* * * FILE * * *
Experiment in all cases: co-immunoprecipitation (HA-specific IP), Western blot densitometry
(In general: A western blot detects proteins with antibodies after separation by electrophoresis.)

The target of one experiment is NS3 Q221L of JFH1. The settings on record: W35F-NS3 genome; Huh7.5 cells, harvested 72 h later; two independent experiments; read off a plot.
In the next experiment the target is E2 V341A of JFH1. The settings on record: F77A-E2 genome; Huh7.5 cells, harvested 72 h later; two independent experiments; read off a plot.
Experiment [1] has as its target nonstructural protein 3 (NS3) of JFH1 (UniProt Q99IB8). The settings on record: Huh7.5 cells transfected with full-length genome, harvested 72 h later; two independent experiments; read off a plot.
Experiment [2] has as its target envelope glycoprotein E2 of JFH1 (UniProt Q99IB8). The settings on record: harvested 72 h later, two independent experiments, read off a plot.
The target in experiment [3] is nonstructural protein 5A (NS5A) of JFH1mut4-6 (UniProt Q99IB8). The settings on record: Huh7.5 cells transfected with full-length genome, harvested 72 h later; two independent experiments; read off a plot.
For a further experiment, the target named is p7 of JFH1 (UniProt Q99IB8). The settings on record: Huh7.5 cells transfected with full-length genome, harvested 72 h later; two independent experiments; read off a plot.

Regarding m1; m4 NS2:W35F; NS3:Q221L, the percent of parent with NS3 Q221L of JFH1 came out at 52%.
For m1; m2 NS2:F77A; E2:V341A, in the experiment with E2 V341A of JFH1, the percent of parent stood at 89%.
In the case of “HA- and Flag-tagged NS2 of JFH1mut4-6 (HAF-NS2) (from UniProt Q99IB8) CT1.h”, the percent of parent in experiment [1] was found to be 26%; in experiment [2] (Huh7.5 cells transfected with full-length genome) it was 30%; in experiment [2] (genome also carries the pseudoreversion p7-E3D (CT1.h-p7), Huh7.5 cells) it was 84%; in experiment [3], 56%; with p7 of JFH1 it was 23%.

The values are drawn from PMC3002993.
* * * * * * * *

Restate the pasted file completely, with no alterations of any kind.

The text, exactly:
Experiment in all cases: co-immunoprecipitation (HA-specific IP), Western blot densitometry
(In general: A western blot detects proteins with antibodies after separation by electrophoresis.)

The target of one experiment is NS3 Q221L of JFH1. The settings on record: W35F-NS3 genome; Huh7.5 cells, harvested 72 h later; two independent experiments; read off a plot.
In the next experiment the target is E2 V341A of JFH1. The settings on record: F77A-E2 genome; Huh7.5 cells, harvested 72 h later; two independent experiments; read off a plot.
Experiment [1] has as its target nonstructural protein 3 (NS3) of JFH1 (UniProt Q99IB8). The settings on record: Huh7.5 cells transfected with full-length genome, harvested 72 h later; two independent experiments; read off a plot.
Experiment [2] has as its target envelope glycoprotein E2 of JFH1 (UniProt Q99IB8). The settings on record: harvested 72 h later, two independent experiments, read off a plot.
The target in experiment [3] is nonstructural protein 5A (NS5A) of JFH1mut4-6 (UniProt Q99IB8). The settings on record: Huh7.5 cells transfected with full-length genome, harvested 72 h later; two independent experiments; read off a plot.
For a further experiment, the target named is p7 of JFH1 (UniProt Q99IB8). The settings on record: Huh7.5 cells transfected with full-length genome, harvested 72 h later; two independent experiments; read off a plot.

Regarding m1; m4 NS2:W35F; NS3:Q221L, the percent of parent with NS3 Q221L of JFH1 came out at 52%.
For m1; m2 NS2:F77A; E2:V341A, in the experiment with E2 V341A of JFH1, the percent of parent stood at 89%.
In the case of “HA- and Flag-tagged NS2 of JFH1mut4-6 (HAF-NS2) (from UniProt Q99IB8) CT1.h”, the percent of parent in experiment [1] was found to be 26%; in experiment [2] (Huh7.5 cells transfected with full-length genome) it was 30%; in experiment [2] (genome also carries the pseudoreversion p7-E3D (CT1.h-p7), Huh7.5 cells) it was 84%; in experiment [3], 56%; with p7 of JFH1 it was 23%.

The values are drawn from PMC3002993.